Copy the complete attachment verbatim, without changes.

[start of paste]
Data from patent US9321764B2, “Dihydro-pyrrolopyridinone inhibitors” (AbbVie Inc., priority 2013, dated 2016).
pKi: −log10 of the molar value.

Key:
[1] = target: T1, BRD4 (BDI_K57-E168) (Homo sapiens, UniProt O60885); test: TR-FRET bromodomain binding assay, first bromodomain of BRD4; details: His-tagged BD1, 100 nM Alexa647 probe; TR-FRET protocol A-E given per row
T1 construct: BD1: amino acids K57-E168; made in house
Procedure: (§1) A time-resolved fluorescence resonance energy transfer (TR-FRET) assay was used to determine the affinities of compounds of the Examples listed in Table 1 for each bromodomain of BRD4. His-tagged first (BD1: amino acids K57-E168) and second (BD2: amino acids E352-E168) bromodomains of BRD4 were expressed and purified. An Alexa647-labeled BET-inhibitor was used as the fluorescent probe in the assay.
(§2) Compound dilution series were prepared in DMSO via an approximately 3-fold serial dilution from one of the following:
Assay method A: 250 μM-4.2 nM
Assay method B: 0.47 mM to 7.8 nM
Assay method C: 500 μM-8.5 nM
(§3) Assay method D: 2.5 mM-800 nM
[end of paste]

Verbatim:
Data from patent US9321764B2, “Dihydro-pyrrolopyridinone inhibitors” (AbbVie Inc., priority 2013, dated 2016).
pKi: −log10 of the molar value.

Key:
[1] = target: T1, BRD4 (BDI_K57-E168) (Homo sapiens, UniProt O60885); test: TR-FRET bromodomain binding assay, first bromodomain of BRD4; details: His-tagged BD1, 100 nM Alexa647 probe; TR-FRET protocol A-E given per row
T1 construct: BD1: amino acids K57-E168; made in house
Procedure: (§1) A time-resolved fluorescence resonance energy transfer (TR-FRET) assay was used to determine the affinities of compounds of the Examples listed in Table 1 for each bromodomain of BRD4. His-tagged first (BD1: amino acids K57-E168) and second (BD2: amino acids E352-E168) bromodomains of BRD4 were expressed and purified. An Alexa647-labeled BET-inhibitor was used as the fluorescent probe in the assay.
(§2) Compound dilution series were prepared in DMSO via an approximately 3-fold serial dilution from one of the following:
Assay method A: 250 μM-4.2 nM
Assay method B: 0.47 mM to 7.8 nM
Assay method C: 500 μM-8.5 nM
(§3) Assay method D: 2.5 mM-800 nM